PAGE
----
After careful discussion on surgical treatment with the patient and her family, an operation with the dVSP surgical system was performed. After making a vertical umbilical skin incision of 3.5 cm, the fascia layer was opened using the open Hasson technique. The single-port entry system was applied through the wound opening and CO2 gas to 12 mmHg was insufflated. The patient was placed in the Lloyd-Davies position (i.e., head-down lithotomy with hips flexed) with a steep Trendelenburg position to expose the surgical target (right lower abdomen and pelvis) clearly. The patient cart of the dVSP surgical system was placed on her right side. The dVSP cannula, which consists of four channels, was inserted into the single-port entry system. Three 6-mm robotic instruments (dVSP monopolar curved scissor, fenestrated bipolar forceps, and Cadiere forceps), along with a 12-mm articulating camera, were inserted into each channel. After the completion of docking, the surgeon started to perform robotic surgery in the console. During the console time, the assistant performed endoscopic suction, inserted suture materials into the abdominal cavity, and stapled for distal sigmoid colon resection through the remaining trocar of the single-port entry system.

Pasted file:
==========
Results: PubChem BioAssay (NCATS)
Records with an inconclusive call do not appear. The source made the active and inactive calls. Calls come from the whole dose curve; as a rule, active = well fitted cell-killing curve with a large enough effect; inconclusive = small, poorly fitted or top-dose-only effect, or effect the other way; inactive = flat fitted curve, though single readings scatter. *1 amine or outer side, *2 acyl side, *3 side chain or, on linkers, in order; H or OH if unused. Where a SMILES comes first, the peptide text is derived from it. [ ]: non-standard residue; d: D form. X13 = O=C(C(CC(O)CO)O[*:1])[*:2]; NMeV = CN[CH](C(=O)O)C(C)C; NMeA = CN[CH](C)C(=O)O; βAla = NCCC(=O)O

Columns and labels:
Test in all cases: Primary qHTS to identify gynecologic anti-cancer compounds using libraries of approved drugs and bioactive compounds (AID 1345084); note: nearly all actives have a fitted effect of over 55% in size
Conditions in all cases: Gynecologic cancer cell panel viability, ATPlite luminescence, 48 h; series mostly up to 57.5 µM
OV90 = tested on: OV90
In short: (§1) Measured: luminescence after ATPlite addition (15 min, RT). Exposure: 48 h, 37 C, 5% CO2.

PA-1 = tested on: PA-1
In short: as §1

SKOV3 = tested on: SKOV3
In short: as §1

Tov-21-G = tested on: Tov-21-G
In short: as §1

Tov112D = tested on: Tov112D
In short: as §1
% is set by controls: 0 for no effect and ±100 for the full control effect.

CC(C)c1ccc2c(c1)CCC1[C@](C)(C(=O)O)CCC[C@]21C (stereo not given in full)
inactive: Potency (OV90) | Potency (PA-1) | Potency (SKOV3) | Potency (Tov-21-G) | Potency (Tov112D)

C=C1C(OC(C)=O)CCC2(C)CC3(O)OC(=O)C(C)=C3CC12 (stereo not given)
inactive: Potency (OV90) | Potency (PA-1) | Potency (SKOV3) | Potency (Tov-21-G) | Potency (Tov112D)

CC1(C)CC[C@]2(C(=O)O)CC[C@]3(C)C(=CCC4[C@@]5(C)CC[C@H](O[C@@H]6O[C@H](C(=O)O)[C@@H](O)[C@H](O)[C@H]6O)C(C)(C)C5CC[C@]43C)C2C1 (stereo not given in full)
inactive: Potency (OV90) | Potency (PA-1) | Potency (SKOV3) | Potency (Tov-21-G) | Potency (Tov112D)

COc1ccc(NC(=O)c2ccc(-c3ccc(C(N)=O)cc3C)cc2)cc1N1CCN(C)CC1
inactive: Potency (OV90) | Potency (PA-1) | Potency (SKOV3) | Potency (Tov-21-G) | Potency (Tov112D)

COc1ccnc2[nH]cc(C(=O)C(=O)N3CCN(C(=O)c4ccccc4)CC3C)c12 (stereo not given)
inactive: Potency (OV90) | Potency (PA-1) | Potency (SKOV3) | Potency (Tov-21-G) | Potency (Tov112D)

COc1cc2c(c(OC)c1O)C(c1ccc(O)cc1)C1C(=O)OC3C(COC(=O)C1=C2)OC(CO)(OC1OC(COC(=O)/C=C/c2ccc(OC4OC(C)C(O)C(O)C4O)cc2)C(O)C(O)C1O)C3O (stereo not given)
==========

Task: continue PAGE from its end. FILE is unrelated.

In the operative field, severe adhesion among terminal ileum, adjacent ileum, and sigmoid colon was observed. To clarify the exact anatomical state, adhesiolysis of the small bowel and right colon was performed. After mobilizing the bowel, the fistula tract between the sigmoid colon and distal ileum was identified and resected. The hole in the sigmoid colon was closed by robotic suture. To perform ileocecectomy, which included lesions of the distal ileum, right colon mobilization to the hepatic flexure was conducted from the right paracolic gutter, duodenum, and Gerota’s fascia. After completing right colon mobilization, sigmoid colon mobilization was performed for the anterior resection, which included the fistula tract. After medial dissection followed by lateral dissection was conducted, the distal sigmoid colon was resected, which included the hole of the fistula tract with a linear stapler intracorporeally administered by an assistant. The proximal sigmoid colon was exteriorized through an umbilical incision and the anvil of the circular stapler was inserted. The bowel was placed back into the abdominal cavity and intracorporeal colo-colic end-to-end anastomosis was performed using a circular stapler (Video clip). Then mobilized right colon and the small bowel were exteriorized through an umbilical incision. Extracorporeal end-to-side anastomosis was performed using a circular and a linear stapler after excision of bowel mesentery with vessel sealer for devascularization. At this point, extensive small bowel exploration was conducted to identify small bowel lesions such as obstruction and stricture due to CD. Although multiple skipped strictures were observed in the ileum and jejunum, strictureplasty is unnecessary because the passage was possible. The operation was over as the drain insertion through the umbilical wound and closure of the main wound was completed (Fig. 3, Supplementary Video 1). Docking, console, and total operation times were 12, 200, and 260 mins, respectively. Estimated blood loss was 50 cc and intraoperative transfusion was not necessary. Ileocecectomy and anterior resection without lymph node dissection were performed simultaneously without any intraoperative events.